• Artemis Fowl by Eoin Colfer (TW)
  • Stardust by Neil Gaiman (YA)
  • Need by Carrie Jones (YA)
  • The Iron King by Julie Kagawa (YA) 
  • Eyes Like Stars by Lisa Mantchev (YA)
  • Wildwood Dancing by Juliet Marillier (YA)
  • Sevenwaters Series by Juliet Marillier (A)
  • Wicked Lovely by Melissa Marr (YA)
  • The Fever Series by Karen Maria Moning (A)
Can sometimes make intimacy a little difficult . . . unless of course it just so happens that you've been gifted with the power to not only see the dead, but to touch them as well.  Oh là là.  
Gothic Romance
A mysterious setting, a touch of magic, and strangers in the fog create a heavy, Gothic atmosphere where the romance is so good, it's scary.
So your best friend is a witch, your boyfriend is a werewolf, your Mom is a ghost, and your dog is undead?  No problem.  You can hang out with the rest of these groupies in Paranormalville.
Is there anything sexier than the power to raise an undead army at your personal beck and call?  Yeah, didn't think so.
Were you experimented on as a child?  Grow up a little bit too close to a nuclear power plant?  Have delusions of grandeur including the notion that you are the next big thing in human evolution?  If so, you're going to fit in here very nicely.
Sorcerors, Magicians, Seers, and Witches
Pick a lover from this category and you're sure to remain a crowd favorite at parties.  Who doesn't love parlor tricks or a witch hunt had in good fun?
He's an undead bad boy who wants your blood more than your first kiss.
    Werewolves (and any other animal Shapeshifters)
    If he's anything like MJ, I'd join his pack!  Although many paranormal books include werewolves, these books focus almost exclusively on them.
    • Bitten by Kelley Armstrong (A)
    • Nightshade by Andrea Cremer (YA)
    • Firelight by Sophie Jordan (YA)
    • Vanish by Sophie Jordan (YA)
    • Blood and Chocolate by Annette Curtis Klause (YA)
    • Beauty and the Werewolf by Mercedes Lackey (A)
    • The Shape of Desire by Sharon Shinn (A)
    • The Wolves of Mercy Falls series by Maggie Stiefvater (YA)
    All that rotting flesh and eating brains business has really given these guys a bad name.  But you and I both know that deep down he's still that same guy who used to take you out for dinner.  So go ahead and enjoy a meal together.  Just don't expect to live until dessert.

    To learn more about reading lists, browse the about page.

    *And yes, the title of this reading list was shamelessly hijacked from Katy Perry's wonderful song "Futuristic Lover."  No copyright infringement or disrespect intended.

    Thursday, February 2, 2012

    Beauty and the Werewolf by Mercedes Lackey

    Beauty and the Werewolf (Tales of the Five Hundred Kingdoms Book 6)
    by Mercedes Lackey
    October 2011

    The eldest daughter is often doomed in fairy tales.  But Bella, daughter of a wealthy merchant, vows to escape the usual pitfalls.

    Book six in Lackey's Tales of the Five Hundred Kingdoms series takes us into the wolfly fairy tales of Little Red Riding Hood and Beauty and the Beast.  Bella is the no-nonsense, eldest daughter of a wealthy merchant who spends her days running her stepmother's household and ensuring that her stepsisters don't make fools of themselves in public.  When she is bitten by a werewolf, however, (after a visit to Granny's house, of course), she is kidnapped by the King's soldiers and forced to live with the beast who bit her until it is certain that she herself has not become infected with the curse.  As I am summarizing this book I find myself thinking "Wow, this sounds like a really good book!"  And it wasn't too bad, but I had two non-negotiable issues with it.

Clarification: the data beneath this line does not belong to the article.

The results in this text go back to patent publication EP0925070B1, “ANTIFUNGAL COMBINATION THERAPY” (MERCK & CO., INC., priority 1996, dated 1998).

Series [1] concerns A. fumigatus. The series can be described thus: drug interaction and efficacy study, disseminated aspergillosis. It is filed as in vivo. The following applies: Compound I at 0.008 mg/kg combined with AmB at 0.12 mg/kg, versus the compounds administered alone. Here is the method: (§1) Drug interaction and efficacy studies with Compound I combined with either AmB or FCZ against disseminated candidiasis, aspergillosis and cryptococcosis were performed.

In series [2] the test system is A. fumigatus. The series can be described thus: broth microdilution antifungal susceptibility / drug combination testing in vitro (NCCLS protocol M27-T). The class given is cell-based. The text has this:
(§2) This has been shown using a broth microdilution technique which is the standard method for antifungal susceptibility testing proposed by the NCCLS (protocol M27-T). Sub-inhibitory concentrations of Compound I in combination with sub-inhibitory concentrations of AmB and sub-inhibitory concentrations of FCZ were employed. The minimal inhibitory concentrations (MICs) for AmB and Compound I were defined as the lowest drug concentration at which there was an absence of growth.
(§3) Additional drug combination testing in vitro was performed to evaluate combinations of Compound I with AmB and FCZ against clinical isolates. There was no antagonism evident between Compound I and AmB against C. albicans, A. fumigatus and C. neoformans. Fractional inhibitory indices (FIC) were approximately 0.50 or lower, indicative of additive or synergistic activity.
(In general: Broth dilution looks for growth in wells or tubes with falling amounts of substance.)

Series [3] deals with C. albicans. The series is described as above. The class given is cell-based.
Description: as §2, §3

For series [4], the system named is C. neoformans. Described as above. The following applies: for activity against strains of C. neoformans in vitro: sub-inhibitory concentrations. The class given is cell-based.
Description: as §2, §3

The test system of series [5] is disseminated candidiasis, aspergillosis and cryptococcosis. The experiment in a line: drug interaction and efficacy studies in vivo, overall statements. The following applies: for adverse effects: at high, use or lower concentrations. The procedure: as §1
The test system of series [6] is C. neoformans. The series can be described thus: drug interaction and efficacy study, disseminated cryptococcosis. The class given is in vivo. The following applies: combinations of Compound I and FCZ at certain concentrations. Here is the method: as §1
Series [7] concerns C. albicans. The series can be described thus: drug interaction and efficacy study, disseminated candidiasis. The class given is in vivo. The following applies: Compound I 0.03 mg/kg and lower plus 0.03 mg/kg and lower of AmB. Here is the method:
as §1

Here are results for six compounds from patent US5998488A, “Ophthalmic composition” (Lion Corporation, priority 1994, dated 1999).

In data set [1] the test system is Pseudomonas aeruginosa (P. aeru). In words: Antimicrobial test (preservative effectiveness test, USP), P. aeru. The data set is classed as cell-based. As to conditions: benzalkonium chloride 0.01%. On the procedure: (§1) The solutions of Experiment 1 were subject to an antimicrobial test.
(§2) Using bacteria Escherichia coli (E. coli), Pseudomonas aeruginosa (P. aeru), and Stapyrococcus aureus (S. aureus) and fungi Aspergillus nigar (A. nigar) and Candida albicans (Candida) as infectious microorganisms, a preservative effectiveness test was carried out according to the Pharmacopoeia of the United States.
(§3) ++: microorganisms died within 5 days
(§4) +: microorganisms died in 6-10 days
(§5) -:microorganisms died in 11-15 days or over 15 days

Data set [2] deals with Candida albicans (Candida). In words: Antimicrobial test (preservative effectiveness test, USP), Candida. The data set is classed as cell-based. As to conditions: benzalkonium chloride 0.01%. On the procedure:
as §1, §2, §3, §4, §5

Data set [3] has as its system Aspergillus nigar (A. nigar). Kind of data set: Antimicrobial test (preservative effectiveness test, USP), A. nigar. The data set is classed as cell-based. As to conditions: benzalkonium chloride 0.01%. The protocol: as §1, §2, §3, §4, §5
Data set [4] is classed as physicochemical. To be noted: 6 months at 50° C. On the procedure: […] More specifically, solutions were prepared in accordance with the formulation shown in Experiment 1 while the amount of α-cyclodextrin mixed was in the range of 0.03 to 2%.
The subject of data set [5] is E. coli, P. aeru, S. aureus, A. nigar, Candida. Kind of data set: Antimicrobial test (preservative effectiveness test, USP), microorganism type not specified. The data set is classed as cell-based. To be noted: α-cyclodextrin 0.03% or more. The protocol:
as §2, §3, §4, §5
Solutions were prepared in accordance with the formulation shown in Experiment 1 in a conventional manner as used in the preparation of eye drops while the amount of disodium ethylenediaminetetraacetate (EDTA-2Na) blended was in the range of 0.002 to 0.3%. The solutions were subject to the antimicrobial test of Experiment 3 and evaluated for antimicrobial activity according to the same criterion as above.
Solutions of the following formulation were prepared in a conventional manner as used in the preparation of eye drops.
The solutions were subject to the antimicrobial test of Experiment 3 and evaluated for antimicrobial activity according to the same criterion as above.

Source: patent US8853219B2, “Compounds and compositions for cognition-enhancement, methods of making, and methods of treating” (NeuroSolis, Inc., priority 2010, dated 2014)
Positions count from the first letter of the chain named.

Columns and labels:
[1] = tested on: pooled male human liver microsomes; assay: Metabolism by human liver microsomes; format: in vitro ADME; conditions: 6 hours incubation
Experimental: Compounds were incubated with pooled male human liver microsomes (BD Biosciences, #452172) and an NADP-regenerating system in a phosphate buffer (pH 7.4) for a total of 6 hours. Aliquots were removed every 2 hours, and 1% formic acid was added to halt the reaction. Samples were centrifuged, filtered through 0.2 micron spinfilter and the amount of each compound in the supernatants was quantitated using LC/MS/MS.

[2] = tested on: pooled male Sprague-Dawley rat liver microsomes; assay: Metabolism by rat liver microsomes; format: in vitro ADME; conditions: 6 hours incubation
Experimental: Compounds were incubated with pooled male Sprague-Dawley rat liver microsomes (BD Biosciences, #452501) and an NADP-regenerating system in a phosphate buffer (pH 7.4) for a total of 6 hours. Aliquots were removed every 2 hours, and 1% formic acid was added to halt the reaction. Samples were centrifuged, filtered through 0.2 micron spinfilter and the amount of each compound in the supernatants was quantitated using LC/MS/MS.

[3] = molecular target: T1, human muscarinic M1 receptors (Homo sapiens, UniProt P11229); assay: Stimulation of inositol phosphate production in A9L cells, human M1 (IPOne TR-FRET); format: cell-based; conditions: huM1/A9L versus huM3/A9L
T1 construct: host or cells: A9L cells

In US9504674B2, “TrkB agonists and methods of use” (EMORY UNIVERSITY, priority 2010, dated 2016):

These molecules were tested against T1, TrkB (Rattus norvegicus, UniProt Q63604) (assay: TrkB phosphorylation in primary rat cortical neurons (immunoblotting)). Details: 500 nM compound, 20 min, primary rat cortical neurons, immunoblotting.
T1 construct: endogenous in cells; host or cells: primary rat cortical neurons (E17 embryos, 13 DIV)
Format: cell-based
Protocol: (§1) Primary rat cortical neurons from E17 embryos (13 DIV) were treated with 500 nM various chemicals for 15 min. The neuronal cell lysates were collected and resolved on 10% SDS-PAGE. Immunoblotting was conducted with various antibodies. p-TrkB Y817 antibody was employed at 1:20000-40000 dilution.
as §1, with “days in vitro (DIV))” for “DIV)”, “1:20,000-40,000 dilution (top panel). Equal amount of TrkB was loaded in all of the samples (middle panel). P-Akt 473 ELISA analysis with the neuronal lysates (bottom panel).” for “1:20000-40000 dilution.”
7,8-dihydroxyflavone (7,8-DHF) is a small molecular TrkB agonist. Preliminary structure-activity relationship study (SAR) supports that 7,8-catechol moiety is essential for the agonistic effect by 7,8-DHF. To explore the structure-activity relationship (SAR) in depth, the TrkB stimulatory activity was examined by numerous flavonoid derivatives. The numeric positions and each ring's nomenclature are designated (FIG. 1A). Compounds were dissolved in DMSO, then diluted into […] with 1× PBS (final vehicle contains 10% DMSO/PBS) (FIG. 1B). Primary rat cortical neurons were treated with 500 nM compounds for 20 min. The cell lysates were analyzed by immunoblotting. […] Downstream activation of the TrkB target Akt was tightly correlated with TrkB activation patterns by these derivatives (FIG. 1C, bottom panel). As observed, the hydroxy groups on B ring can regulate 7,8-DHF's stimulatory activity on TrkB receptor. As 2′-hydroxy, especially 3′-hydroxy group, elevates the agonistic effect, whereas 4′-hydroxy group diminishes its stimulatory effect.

1. Miss Independent and Mr. Insecurity.  Oookay, so here's the deal.  When a man loves a woman, and a woman loves a man, that love generally grows out of mutual interests, respect, and compatibility with a little bit of lustful attraction thrown in.  What we have in this book is a very independent young woman who knows her own mind and isn't afraid to speak it thrown into a situation with a wussy Duke who can't or won't stand up for himself or his people.  Blech.  There is some minor character development throughout the book, but it didn't stop me from wanting to shake Bella out of her stubborn, too secure with herself pigheadedness and kick the Duke off his royal hiney and force him to do something with his life.

    2. Ewwww!  Look at the cover!  Yeah, yeah, "Don't judge a book by it's cover" and all that but guess what? Sometimes people judge YOU by the cover of the book you're reading.  Hello heaving bosoms!  Now, I'm not going to lie to you and tell you that I've never read a similarly covered romance novel before, because I have.  And I liked it.  But that isn't what this is!  For crying out loud, a chaste kiss is the extent of the "steam" in this fantasy romance.  You can be sure that whoever designed this cover (and most covers) didn't read this book.  The Bella described within would have been absolutely horrified to see her girls on display.

    So there you have it.  It was overall an enjoyable read, but I can't help feeling like so much more could be done with this series in which fairy tales are twisted into fun, new reads.  I still stand by the first book in the series, however, and highly recommend it to anyone who loves fairy tales, romance, and spunky women who aren't afraid to take what they want from the world.

    If you like fairy tales, browse through this list of fairy tale retellings by modern authors!

    Tales of the Five Hundred Kingdoms
    The Fairy Godmother
    One Good Knight
    Fortune's Fool
    The Snow Queen
    The Sleeping Beauty
    Harvest Moon: A Tangled Web (Novella)
    Beauty and the Werewolf